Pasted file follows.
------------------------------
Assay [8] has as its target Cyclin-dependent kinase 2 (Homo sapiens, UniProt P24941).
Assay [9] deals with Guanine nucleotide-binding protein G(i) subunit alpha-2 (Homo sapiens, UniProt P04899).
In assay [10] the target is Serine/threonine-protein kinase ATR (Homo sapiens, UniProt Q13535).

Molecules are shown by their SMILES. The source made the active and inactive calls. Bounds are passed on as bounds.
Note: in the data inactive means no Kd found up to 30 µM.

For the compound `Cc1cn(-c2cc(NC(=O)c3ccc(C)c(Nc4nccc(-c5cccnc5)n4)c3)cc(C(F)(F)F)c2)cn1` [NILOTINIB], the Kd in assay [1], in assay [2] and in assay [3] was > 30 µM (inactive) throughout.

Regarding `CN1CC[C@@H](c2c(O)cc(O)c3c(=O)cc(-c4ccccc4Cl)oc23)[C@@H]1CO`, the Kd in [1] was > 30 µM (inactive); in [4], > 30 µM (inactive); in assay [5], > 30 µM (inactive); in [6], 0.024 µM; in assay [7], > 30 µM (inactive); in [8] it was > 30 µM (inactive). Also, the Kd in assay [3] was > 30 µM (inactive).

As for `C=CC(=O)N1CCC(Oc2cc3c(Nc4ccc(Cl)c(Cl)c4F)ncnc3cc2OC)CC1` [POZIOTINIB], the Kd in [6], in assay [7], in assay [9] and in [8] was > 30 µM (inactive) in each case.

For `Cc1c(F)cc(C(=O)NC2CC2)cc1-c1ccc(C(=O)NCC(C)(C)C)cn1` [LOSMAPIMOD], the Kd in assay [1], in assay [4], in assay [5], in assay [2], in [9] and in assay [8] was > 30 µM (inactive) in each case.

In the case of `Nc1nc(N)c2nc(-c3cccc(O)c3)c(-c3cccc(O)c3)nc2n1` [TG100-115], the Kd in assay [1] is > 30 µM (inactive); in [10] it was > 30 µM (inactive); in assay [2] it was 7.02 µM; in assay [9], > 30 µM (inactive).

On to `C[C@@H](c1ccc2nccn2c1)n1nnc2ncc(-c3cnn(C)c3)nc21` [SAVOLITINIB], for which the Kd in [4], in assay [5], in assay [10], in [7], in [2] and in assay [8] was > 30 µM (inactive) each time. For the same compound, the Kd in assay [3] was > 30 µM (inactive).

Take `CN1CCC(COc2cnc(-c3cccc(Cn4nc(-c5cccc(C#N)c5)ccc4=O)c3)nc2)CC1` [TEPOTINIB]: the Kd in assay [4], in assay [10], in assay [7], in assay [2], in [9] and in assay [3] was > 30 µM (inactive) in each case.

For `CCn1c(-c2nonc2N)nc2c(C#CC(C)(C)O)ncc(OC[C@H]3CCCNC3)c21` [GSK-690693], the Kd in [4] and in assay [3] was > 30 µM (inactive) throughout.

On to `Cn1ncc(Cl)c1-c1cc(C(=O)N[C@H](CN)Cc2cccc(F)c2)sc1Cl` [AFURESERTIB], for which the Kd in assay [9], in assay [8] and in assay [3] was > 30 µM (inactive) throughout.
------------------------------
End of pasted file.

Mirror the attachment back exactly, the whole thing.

Assay [8] has as its target Cyclin-dependent kinase 2 (Homo sapiens, UniProt P24941).
Assay [9] deals with Guanine nucleotide-binding protein G(i) subunit alpha-2 (Homo sapiens, UniProt P04899).
In assay [10] the target is Serine/threonine-protein kinase ATR (Homo sapiens, UniProt Q13535).

Molecules are shown by their SMILES. The source made the active and inactive calls. Bounds are passed on as bounds.
Note: in the data inactive means no Kd found up to 30 µM.

For the compound `Cc1cn(-c2cc(NC(=O)c3ccc(C)c(Nc4nccc(-c5cccnc5)n4)c3)cc(C(F)(F)F)c2)cn1` [NILOTINIB], the Kd in assay [1], in assay [2] and in assay [3] was > 30 µM (inactive) throughout.

Regarding `CN1CC[C@@H](c2c(O)cc(O)c3c(=O)cc(-c4ccccc4Cl)oc23)[C@@H]1CO`, the Kd in [1] was > 30 µM (inactive); in [4], > 30 µM (inactive); in assay [5], > 30 µM (inactive); in [6], 0.024 µM; in assay [7], > 30 µM (inactive); in [8] it was > 30 µM (inactive). Also, the Kd in assay [3] was > 30 µM (inactive).

As for `C=CC(=O)N1CCC(Oc2cc3c(Nc4ccc(Cl)c(Cl)c4F)ncnc3cc2OC)CC1` [POZIOTINIB], the Kd in [6], in assay [7], in assay [9] and in [8] was > 30 µM (inactive) in each case.

For `Cc1c(F)cc(C(=O)NC2CC2)cc1-c1ccc(C(=O)NCC(C)(C)C)cn1` [LOSMAPIMOD], the Kd in assay [1], in assay [4], in assay [5], in assay [2], in [9] and in assay [8] was > 30 µM (inactive) in each case.

In the case of `Nc1nc(N)c2nc(-c3cccc(O)c3)c(-c3cccc(O)c3)nc2n1` [TG100-115], the Kd in assay [1] is > 30 µM (inactive); in [10] it was > 30 µM (inactive); in assay [2] it was 7.02 µM; in assay [9], > 30 µM (inactive).

On to `C[C@@H](c1ccc2nccn2c1)n1nnc2ncc(-c3cnn(C)c3)nc21` [SAVOLITINIB], for which the Kd in [4], in assay [5], in assay [10], in [7], in [2] and in assay [8] was > 30 µM (inactive) each time. For the same compound, the Kd in assay [3] was > 30 µM (inactive).

Take `CN1CCC(COc2cnc(-c3cccc(Cn4nc(-c5cccc(C#N)c5)ccc4=O)c3)nc2)CC1` [TEPOTINIB]: the Kd in assay [4], in assay [10], in assay [7], in assay [2], in [9] and in assay [3] was > 30 µM (inactive) in each case.

For `CCn1c(-c2nonc2N)nc2c(C#CC(C)(C)O)ncc(OC[C@H]3CCCNC3)c21` [GSK-690693], the Kd in [4] and in assay [3] was > 30 µM (inactive) throughout.

On to `Cn1ncc(Cl)c1-c1cc(C(=O)N[C@H](CN)Cc2cccc(F)c2)sc1Cl` [AFURESERTIB], for which the Kd in assay [9], in assay [8] and in assay [3] was > 30 µM (inactive) throughout.